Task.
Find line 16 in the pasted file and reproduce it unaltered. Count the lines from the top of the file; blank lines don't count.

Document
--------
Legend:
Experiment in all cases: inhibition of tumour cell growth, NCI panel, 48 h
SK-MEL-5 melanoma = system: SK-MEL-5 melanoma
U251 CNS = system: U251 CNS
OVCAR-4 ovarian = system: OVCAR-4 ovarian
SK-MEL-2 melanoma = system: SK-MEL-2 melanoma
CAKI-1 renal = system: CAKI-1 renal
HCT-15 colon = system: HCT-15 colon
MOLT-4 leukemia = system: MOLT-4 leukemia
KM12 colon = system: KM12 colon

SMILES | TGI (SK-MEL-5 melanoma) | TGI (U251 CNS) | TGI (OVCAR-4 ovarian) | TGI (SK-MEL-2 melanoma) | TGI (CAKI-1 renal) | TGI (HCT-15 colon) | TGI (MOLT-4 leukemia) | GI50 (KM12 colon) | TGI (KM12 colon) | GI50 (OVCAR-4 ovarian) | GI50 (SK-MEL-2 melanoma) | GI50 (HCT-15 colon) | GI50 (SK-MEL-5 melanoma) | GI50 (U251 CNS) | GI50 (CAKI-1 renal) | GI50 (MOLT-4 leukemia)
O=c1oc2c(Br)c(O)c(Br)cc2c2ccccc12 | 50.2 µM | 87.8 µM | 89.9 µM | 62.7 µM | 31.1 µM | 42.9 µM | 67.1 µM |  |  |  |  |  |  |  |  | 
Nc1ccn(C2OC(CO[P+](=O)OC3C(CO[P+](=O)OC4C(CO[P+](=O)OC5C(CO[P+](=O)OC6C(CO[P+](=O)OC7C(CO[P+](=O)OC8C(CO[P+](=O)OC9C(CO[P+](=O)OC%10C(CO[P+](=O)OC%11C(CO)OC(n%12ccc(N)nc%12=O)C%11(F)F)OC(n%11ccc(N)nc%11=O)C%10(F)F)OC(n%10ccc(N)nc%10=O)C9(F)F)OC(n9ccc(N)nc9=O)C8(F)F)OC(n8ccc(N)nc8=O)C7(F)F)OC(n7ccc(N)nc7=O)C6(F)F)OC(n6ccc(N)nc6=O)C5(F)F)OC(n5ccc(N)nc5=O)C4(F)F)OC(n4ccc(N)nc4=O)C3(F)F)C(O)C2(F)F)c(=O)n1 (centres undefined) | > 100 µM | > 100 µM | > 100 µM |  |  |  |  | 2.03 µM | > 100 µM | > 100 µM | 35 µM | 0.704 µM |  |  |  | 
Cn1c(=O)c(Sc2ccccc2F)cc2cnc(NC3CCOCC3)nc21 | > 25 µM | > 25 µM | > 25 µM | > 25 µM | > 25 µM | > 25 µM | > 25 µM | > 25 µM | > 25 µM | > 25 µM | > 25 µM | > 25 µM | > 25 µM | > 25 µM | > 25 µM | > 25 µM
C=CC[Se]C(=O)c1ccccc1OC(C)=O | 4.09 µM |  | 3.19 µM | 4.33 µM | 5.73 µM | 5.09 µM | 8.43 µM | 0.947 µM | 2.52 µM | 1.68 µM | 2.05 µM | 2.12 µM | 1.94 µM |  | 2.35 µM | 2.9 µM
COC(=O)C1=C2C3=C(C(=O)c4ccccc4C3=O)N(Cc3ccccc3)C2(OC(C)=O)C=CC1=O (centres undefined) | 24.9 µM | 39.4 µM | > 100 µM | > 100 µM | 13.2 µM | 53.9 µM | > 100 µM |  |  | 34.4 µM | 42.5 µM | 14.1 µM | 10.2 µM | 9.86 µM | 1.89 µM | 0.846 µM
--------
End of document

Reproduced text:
COC(=O)C1=C2C3=C(C(=O)c4ccccc4C3=O)N(Cc3ccccc3)C2(OC(C)=O)C=CC1=O (centres undefined) | 24.9 µM | 39.4 µM | > 100 µM | > 100 µM | 13.2 µM | 53.9 µM | > 100 µM |  |  | 34.4 µM | 42.5 µM | 14.1 µM | 10.2 µM | 9.86 µM | 1.89 µM | 0.846 µM